There are ecological implications also. Some say the constant rooting around of the boars with their snouts, which act like little bull ploughs is detrimental to wild plants etc. not to mention the very unhappy farmer who finds a ‘sounder’ (group of sows) in his fields digging up his root vegetables. On the other side there are those who say that the constant shovelling of the boar’s snout actually helps the woodland and encourages new growth. Despite the for and against, through studies of the UK Wild Boar Survey, the sightings of wild boar are increasing from their initial places and have now been seen as far as field as Dorset, Monmouthshire, Devon, the Home Counties, and even as far up as Lancashire, Northumberland and yes, even Scotland. So it does actually seem that the wild boar has made it back to its ancestral home or one of them anyway.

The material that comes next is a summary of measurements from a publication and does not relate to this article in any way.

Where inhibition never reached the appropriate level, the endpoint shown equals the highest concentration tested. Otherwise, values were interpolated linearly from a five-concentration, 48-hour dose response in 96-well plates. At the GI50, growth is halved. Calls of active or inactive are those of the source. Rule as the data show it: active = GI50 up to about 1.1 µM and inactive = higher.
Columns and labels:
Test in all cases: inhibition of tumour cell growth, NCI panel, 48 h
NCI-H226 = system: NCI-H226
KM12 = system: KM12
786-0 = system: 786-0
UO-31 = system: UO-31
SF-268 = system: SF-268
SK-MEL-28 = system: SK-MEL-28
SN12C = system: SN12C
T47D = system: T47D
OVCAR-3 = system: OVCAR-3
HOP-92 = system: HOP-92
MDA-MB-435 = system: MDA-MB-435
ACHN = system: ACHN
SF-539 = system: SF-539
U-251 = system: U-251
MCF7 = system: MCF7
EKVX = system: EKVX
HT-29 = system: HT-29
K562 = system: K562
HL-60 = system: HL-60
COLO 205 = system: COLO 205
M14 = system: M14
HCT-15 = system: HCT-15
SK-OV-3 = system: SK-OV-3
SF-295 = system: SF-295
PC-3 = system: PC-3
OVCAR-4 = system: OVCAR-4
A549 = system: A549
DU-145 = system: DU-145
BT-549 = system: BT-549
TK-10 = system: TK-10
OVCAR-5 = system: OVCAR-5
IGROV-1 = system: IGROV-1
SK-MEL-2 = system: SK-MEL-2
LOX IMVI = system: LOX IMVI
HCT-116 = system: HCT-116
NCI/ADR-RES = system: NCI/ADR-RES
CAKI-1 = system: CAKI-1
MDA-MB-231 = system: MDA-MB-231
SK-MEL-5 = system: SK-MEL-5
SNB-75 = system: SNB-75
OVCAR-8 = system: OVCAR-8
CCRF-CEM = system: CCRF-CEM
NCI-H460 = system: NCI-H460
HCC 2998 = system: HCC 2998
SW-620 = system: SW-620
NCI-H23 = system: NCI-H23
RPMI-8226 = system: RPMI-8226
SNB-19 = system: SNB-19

Of course we all know that the wild boar is a wild pig…yes? Actually it is THE wild ancestor to every pig you can possibly think of, even the pot bellied ones and the weeny miniature ones some people now keep as pets. Yes, the wild boar is THE BIG DADDY of them all. However, a wild boar male will mate with any pig that is an escapee or who has formed feral groups. The offspring although called wild boars themselves are most usually known as wild hogs, wild pigs or razorbacks.
The wild boar has a thick bristly coat but underneath is a softer and thick brownish hair. coat colour can vary from brown, red brown, dark grey, black and even brindled with white or tan tips. Just occasionally one can spot a rare white, known as a white phenotype, and an ever rarer pale coat with black spots. These two types are not albinos but naturally occurring hybrids. The piglets are adorable when born, they have striped coats, which acts as an excellent form of camouflage but these are lost by the time the piglet is 4 months old. The young then take on a reddish colouration until they gain their adult colours at about 1 year.